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Acquisition of human-type receptor binding specificity by new H5N1 influenza virus sublineages during their emergence in birds in Egypt.

Watanabe Y, Ibrahim MS, Ellakany HF, Kawashita N, Mizuike R, Hiramatsu H, Sriwilaijaroen N, Takagi T, Suzuki Y, Ikuta K - PLoS Pathog. (2011)

Bottom Line: The phylogenetic results showed that recent human isolates clustered disproportionally into several new H5 sublineages suggesting that their HAs have changed their receptor specificity.Using reverse genetics, we found that these H5 sublineages have acquired an enhanced binding affinity for α2,6 SA in combination with residual affinity for α2,3 SA, and identified the amino acid mutations that produced this new receptor specificity.Interestingly, these H5 viruses, with increased affinity to α2,6 SA, emerged during viral diversification in bird populations and subsequently spread to humans.

View Article: PubMed Central - PubMed

Affiliation: Department of Virology, Research Institute for Microbial Diseases (BIKEN), Osaka University, Osaka, Japan. nabe@biken.osaka-u.ac.jp

ABSTRACT
Highly pathogenic avian influenza A virus subtype H5N1 is currently widespread in Asia, Europe, and Africa, with 60% mortality in humans. In particular, since 2009 Egypt has unexpectedly had the highest number of human cases of H5N1 virus infection, with more than 50% of the cases worldwide, but the basis for this high incidence has not been elucidated. A change in receptor binding affinity of the viral hemagglutinin (HA) from α2,3- to α2,6-linked sialic acid (SA) is thought to be necessary for H5N1 virus to become pandemic. In this study, we conducted a phylogenetic analysis of H5N1 viruses isolated between 2006 and 2009 in Egypt. The phylogenetic results showed that recent human isolates clustered disproportionally into several new H5 sublineages suggesting that their HAs have changed their receptor specificity. Using reverse genetics, we found that these H5 sublineages have acquired an enhanced binding affinity for α2,6 SA in combination with residual affinity for α2,3 SA, and identified the amino acid mutations that produced this new receptor specificity. Recombinant H5N1 viruses with a single mutation at HA residue 192 or a double mutation at HA residues 129 and 151 had increased attachment to and infectivity in the human lower respiratory tract but not in the larynx. These findings correlated with enhanced virulence of the mutant viruses in mice. Interestingly, these H5 viruses, with increased affinity to α2,6 SA, emerged during viral diversification in bird populations and subsequently spread to humans. Our findings suggested that emergence of new H5 sublineages with α2,6 SA specificity caused a subsequent increase in human H5N1 influenza virus infections in Egypt, and provided data for understanding the virus's pandemic potential.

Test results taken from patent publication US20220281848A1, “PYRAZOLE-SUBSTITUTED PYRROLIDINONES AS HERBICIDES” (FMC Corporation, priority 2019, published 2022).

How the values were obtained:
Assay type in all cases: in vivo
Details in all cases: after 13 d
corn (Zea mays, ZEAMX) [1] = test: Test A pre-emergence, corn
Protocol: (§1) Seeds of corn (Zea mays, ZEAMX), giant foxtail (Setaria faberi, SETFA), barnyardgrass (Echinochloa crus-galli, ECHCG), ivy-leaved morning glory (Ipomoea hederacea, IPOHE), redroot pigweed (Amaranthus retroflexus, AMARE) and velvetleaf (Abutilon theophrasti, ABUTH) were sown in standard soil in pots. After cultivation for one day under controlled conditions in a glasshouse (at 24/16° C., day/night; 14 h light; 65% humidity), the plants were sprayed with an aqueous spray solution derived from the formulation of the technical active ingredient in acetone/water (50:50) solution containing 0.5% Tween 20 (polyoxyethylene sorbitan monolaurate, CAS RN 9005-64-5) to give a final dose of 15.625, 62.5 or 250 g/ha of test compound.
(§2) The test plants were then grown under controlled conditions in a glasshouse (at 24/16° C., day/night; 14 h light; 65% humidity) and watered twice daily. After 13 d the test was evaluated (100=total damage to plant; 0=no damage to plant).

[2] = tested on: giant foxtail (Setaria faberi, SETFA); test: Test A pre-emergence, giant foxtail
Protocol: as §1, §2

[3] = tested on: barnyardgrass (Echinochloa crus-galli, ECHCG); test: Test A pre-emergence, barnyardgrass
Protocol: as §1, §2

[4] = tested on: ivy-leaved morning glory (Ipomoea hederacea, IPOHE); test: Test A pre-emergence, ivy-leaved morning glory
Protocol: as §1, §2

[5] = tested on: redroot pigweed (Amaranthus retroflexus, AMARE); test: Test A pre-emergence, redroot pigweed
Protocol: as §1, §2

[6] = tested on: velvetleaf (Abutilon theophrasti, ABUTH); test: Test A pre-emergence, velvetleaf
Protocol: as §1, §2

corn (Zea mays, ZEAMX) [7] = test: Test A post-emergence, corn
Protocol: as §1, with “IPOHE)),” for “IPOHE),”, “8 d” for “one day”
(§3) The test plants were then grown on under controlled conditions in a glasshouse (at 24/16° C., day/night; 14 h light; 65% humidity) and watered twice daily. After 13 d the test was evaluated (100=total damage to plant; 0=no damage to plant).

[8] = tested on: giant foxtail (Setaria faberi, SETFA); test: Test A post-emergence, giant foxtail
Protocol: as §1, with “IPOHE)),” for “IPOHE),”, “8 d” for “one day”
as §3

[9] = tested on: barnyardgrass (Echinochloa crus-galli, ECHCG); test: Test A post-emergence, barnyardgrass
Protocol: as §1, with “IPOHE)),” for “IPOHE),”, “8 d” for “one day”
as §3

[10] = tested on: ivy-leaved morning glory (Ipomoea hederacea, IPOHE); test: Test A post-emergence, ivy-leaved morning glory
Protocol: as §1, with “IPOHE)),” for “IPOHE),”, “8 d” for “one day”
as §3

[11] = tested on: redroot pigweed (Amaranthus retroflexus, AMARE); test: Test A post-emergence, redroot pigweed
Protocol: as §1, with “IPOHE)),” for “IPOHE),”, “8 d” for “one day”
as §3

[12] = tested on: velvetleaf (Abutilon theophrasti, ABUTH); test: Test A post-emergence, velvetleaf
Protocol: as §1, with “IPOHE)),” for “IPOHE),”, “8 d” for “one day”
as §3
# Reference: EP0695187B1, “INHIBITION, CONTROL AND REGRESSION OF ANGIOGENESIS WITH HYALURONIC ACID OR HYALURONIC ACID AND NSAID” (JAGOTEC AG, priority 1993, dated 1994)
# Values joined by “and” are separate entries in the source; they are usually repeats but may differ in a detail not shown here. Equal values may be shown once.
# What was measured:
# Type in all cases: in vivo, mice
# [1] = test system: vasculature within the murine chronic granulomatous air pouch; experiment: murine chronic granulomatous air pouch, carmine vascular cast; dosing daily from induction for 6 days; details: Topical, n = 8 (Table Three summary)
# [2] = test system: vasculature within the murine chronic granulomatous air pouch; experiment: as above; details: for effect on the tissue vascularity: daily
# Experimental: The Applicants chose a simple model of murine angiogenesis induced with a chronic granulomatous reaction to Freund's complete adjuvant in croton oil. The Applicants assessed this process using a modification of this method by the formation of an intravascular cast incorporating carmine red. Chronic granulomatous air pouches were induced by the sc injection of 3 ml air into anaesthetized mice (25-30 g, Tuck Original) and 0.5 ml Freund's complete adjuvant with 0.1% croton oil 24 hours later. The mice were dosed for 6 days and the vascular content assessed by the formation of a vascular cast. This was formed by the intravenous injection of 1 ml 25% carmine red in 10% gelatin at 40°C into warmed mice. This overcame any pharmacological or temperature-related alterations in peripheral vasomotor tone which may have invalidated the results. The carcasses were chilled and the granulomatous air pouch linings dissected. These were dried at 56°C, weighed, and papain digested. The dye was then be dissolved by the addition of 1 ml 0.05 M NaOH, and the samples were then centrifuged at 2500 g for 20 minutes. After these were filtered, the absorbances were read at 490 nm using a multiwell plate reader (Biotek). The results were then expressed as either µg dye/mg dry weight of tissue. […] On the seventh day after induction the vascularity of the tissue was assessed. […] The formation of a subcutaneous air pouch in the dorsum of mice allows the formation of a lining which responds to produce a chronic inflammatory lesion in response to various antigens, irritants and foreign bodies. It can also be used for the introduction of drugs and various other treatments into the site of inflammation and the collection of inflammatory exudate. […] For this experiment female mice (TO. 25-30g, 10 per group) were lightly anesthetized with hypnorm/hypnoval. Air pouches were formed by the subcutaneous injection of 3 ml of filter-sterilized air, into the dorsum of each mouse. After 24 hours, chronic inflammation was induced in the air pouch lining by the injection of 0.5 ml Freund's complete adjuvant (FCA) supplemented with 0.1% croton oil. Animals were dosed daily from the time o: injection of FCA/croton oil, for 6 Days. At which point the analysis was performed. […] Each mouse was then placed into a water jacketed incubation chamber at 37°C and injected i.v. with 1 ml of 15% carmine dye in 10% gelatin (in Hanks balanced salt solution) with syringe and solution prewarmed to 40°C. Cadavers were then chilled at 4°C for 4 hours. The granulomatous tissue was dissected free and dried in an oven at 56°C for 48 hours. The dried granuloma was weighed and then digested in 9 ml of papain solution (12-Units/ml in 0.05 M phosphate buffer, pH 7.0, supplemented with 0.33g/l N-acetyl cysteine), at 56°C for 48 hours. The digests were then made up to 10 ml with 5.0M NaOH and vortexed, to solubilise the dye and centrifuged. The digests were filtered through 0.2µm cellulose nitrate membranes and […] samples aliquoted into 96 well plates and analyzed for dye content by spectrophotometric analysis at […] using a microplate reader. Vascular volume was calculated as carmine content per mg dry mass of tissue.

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Effect of HA mutations in sublineage BII viruses on receptor specificity of EG/D1 HA.The mutations found in sublineage BΙΙ viral HAs were introduced as single and multiple mutations into the HA of EG/D1 virus. Direct binding to sialylglycopolymers containing either α2,3-linked (blue) or α2,6-linked (red) sialic acid was measured. Mutations are indicated by subscripts. Each data point is the mean ± SD of triplicate experiments.